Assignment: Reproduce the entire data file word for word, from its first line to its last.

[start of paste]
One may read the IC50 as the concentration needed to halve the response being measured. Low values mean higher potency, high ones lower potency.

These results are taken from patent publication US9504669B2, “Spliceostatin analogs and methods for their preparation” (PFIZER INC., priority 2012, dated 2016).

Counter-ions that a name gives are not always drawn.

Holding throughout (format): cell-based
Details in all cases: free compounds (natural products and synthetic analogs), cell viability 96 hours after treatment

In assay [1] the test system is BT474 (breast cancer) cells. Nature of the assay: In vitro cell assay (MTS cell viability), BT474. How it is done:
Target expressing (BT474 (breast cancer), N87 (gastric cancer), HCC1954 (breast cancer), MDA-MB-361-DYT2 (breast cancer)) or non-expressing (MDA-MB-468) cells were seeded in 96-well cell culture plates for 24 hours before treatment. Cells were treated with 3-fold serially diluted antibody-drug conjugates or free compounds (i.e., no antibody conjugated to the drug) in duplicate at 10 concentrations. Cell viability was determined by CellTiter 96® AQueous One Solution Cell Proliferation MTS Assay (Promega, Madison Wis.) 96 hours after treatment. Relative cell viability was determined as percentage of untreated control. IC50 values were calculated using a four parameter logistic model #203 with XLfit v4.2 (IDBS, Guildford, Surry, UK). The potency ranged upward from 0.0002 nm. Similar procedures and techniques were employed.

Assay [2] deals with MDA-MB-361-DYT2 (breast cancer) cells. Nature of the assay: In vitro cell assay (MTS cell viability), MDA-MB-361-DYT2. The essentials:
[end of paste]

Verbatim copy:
One may read the IC50 as the concentration needed to halve the response being measured. Low values mean higher potency, high ones lower potency.

These results are taken from patent publication US9504669B2, “Spliceostatin analogs and methods for their preparation” (PFIZER INC., priority 2012, dated 2016).

Counter-ions that a name gives are not always drawn.

Holding throughout (format): cell-based
Details in all cases: free compounds (natural products and synthetic analogs), cell viability 96 hours after treatment

In assay [1] the test system is BT474 (breast cancer) cells. Nature of the assay: In vitro cell assay (MTS cell viability), BT474. How it is done:
Target expressing (BT474 (breast cancer), N87 (gastric cancer), HCC1954 (breast cancer), MDA-MB-361-DYT2 (breast cancer)) or non-expressing (MDA-MB-468) cells were seeded in 96-well cell culture plates for 24 hours before treatment. Cells were treated with 3-fold serially diluted antibody-drug conjugates or free compounds (i.e., no antibody conjugated to the drug) in duplicate at 10 concentrations. Cell viability was determined by CellTiter 96® AQueous One Solution Cell Proliferation MTS Assay (Promega, Madison Wis.) 96 hours after treatment. Relative cell viability was determined as percentage of untreated control. IC50 values were calculated using a four parameter logistic model #203 with XLfit v4.2 (IDBS, Guildford, Surry, UK). The potency ranged upward from 0.0002 nm. Similar procedures and techniques were employed.

Assay [2] deals with MDA-MB-361-DYT2 (breast cancer) cells. Nature of the assay: In vitro cell assay (MTS cell viability), MDA-MB-361-DYT2. The essentials: